This morning, The King and Queen arrived at State House in Nairobi for a Ceremonial Welcome, where they were received by the President and First Lady of the Republic of Kenya.
After proceeding down the red carpet, President Ruto presented the Chief of the Kenyan Defence Forces and Commanders of the Army, Air Force and Navy.
The King joined President Ruto on the dais to observe a Royal Salute and twenty-one gun salute. The Kenya Defence Force band played the UK and Kenyan National Anthems.
Following the ceremony, The Queen joined the First Lady for a bilateral meeting, where Her Majesty viewed a gallery of images showing the work of Mama Doing Good, which focuses on environment and climate action, the economic empowerment of women, and faith diplomacy.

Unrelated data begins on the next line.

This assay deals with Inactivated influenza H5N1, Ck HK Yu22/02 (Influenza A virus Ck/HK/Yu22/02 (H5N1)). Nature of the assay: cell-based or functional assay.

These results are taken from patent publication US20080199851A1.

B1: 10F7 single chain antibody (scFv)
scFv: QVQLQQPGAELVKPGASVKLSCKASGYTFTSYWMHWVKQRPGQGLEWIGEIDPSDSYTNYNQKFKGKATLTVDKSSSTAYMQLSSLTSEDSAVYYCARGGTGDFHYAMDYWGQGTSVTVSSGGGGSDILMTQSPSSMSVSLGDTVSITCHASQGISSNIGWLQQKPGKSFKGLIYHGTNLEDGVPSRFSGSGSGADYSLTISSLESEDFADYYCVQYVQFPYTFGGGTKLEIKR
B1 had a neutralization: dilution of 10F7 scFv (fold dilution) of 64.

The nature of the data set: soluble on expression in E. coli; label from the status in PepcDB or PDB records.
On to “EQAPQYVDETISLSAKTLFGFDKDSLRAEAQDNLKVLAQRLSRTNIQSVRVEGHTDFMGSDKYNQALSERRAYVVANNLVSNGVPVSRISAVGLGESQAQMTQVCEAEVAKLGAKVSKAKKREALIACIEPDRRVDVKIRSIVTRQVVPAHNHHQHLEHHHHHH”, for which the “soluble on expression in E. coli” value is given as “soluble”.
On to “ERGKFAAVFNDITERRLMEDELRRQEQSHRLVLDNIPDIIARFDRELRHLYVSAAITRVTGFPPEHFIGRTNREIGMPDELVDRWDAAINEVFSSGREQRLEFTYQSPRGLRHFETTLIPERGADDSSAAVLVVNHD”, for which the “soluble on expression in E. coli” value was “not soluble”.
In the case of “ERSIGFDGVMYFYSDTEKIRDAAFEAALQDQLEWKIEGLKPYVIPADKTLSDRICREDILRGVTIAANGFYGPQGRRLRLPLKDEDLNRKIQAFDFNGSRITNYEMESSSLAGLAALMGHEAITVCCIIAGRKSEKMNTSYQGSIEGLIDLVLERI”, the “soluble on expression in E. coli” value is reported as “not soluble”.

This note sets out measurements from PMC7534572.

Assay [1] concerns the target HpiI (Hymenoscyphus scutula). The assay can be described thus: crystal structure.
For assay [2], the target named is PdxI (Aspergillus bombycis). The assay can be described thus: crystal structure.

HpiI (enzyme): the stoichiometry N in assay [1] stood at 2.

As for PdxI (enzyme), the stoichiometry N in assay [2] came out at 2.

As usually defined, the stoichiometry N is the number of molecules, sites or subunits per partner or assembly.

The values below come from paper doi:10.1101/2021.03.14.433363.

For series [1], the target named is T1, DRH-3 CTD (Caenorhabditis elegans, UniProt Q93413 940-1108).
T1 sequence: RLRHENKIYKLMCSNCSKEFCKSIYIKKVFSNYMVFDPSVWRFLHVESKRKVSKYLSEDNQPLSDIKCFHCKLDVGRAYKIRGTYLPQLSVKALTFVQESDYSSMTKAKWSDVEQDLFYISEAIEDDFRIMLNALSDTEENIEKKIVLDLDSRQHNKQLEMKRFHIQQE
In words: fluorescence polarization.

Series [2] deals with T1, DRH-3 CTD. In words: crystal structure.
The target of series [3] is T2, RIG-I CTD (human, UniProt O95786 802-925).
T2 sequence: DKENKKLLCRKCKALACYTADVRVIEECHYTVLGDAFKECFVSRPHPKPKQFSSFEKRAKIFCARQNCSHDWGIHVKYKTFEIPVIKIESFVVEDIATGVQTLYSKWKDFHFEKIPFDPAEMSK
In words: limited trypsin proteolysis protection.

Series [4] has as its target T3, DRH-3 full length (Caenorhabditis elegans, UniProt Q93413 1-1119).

The First Lady created Mama Doing Good in 1997, and founded the Joyful Women Organisation, Mama Doing Good’s first programme, in 2009. The five programmes Mama Doing Good runs are: Joyful Women, which promotes women’s economic empowerment and financial inclusion; Carakana, which is a social enterprise facilitating the preservation of indigenous skills through the production of handmade items; Mama Cycling, which promotes healthy communities through cycling; Mama Feeding, which is a non-profit organisation promoting access to education for vulnerable primary school children through feeding programmes; and The RearGuard; a movement which upholds family and national values for social transformation and community cohesion.